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by Thomas M. Sipos, managing editor [October 8, 2023]





[]  In religious themed horror films, Satan and his minions often get the best lines. So too the demon Nefarious, who not only steals all his scenes in Nefarious, but even has the film named after him.

We never see Nefarious in all his dark glory. We only see the man he possesses, a serial killer named Edward Brady (Sean Patrick Flanery). After he is convicted and sentenced to death, Brady claims that Nefarious made him kill all those people. Why didn't Brady say so during his trial? Because Nefarious wants Brady to die in the electric chair, so he wouldn't let him use that as a defense.

Now Brady must be psychiatrically reevaluated to see if he is competent to be executed. Dr. James Martin (Jordan Belfi) is tasked to determine if Brady is insane or only pretending to be possessed by a demon. That Brady might actually be possessed is never seriously considered by Martin or the prison authorities.

Nefarious could as easily be titled Interview with the Demon. This is a talky film, much of it devoted to Dr. Martin and Nefarious debating theology and morality inside a prison interview room. Martin is an atheist who tries to poke holes in Nefarious's supernatural claims, thus proving that Brady is feigning his possession. The demon in turn challenges Martin's rational world view and secular humanism.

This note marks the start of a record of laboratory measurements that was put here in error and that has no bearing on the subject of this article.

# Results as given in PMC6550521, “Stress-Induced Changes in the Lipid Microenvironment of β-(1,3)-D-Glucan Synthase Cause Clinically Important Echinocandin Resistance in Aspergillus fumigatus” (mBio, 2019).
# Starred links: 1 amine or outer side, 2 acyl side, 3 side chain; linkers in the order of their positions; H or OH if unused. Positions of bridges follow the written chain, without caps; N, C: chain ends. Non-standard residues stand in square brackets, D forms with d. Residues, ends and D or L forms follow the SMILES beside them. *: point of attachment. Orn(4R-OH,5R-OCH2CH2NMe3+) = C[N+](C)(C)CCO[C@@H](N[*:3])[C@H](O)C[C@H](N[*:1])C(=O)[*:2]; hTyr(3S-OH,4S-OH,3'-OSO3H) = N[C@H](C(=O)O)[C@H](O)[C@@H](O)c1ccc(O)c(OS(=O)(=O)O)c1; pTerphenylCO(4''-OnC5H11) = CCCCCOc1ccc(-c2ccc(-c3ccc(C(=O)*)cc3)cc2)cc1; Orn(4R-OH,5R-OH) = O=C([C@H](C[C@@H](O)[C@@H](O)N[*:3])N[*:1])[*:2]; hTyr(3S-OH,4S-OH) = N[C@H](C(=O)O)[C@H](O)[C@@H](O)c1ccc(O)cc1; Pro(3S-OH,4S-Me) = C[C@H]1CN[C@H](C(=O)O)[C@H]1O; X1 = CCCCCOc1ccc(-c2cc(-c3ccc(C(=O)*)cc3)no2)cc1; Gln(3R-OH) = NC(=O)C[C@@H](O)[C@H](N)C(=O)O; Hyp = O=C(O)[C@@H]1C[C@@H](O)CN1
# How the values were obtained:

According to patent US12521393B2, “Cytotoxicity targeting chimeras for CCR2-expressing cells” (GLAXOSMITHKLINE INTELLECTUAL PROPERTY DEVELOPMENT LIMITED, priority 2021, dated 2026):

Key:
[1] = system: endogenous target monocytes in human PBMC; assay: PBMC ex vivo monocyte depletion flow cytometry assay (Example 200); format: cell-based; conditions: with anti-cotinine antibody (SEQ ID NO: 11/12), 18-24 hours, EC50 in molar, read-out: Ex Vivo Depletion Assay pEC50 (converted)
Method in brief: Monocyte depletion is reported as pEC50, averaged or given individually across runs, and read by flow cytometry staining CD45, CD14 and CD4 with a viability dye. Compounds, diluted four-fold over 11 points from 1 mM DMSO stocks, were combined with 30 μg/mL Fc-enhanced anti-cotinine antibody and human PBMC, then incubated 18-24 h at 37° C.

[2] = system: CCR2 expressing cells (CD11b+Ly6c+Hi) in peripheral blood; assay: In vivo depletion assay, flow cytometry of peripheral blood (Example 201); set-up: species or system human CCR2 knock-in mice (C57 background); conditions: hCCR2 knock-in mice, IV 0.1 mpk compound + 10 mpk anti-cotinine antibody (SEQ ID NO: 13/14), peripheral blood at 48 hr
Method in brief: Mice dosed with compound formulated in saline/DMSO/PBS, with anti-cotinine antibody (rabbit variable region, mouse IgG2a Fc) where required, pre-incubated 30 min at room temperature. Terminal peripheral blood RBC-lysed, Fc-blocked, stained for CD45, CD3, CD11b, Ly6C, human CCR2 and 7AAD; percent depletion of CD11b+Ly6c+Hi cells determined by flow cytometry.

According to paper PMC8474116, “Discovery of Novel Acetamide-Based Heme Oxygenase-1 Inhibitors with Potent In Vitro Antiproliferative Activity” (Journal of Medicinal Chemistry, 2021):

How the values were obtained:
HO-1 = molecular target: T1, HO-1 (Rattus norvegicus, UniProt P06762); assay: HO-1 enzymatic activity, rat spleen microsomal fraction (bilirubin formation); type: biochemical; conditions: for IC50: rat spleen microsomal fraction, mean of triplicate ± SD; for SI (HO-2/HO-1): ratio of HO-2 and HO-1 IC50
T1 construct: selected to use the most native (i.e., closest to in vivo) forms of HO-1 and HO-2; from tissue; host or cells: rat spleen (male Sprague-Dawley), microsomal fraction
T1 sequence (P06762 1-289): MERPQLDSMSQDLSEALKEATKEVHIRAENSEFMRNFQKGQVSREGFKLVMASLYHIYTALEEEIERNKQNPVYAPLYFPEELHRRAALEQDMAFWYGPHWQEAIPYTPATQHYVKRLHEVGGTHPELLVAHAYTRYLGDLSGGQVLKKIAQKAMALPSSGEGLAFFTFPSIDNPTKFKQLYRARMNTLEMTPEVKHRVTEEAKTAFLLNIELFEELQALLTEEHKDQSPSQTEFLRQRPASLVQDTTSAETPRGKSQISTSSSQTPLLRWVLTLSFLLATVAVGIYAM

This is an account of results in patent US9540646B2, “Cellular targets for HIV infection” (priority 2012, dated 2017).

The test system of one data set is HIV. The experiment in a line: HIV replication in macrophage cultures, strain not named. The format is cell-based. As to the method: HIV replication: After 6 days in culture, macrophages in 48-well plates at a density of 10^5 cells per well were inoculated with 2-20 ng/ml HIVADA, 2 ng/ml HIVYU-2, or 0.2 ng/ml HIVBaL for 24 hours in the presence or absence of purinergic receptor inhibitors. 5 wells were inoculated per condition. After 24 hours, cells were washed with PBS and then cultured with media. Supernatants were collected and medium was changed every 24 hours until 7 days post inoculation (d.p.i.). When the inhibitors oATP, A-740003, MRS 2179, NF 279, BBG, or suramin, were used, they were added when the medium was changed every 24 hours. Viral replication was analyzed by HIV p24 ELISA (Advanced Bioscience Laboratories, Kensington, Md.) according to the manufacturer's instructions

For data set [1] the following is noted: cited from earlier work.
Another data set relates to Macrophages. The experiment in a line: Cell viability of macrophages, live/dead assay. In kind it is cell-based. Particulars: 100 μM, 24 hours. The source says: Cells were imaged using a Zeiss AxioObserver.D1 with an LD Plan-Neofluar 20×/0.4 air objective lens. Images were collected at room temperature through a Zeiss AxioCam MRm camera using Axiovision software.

The film's theology is old school fire and brimstone, not feel-good Christianity. Nefarious gloats that his side is winning, and that so many more people are entering Hell than Heaven. Although Martin insists that good and evil are societal constructs, not something that can be clinically diagnosed, he cites diversity, gay marriage, and hate speech laws as examples of humanity's moral evolution. To which Nefarious laughs.

At one point, Martin calls for the prison chaplain. Nefarious reacts with hostility, until he realizes that the chaplain is a modern minister who doesn't believe in demons. Calming down, Nefarious says he wishes he'd met the chaplain earlier. "We're good," he tells him.



Some detractors complain that Nefarious is "Christian propaganda" masquerading as horror. It's true that screenwriters Cary Solomon, Chuck Konzelman, and Steve Deace have worked on other Christian films (God's Not Dead, Unplanned, Do You Believe?). And yes, lead star Flanery is reputedly a devout Catholic.

Not that Nefarious is preachy. Its acting is intense, and its literate script raises many dramatic puzzles. Nefarious tells Martin that before the day is up, he will have committed three murders. (No, this is not a cheap horror film where Martin goes on a killing rampage.) And that he chose Martin to write his biography, a dark gospel for the New Age. Martin denies he will kill anyone, nor that he will write a book about Nefarious.

And the big question, what will be Dr. Martin's diagnosis? Who is Nefarious? Fraud, lunatic, or demon? It's no coincidence that three possibilities -- fraud, lunatic, or God -- similarly apply to Christ.

Ultimately, Nefarious is a film that Christians who hate horror films might nevertheless enjoy, and even use as a teaching tool.




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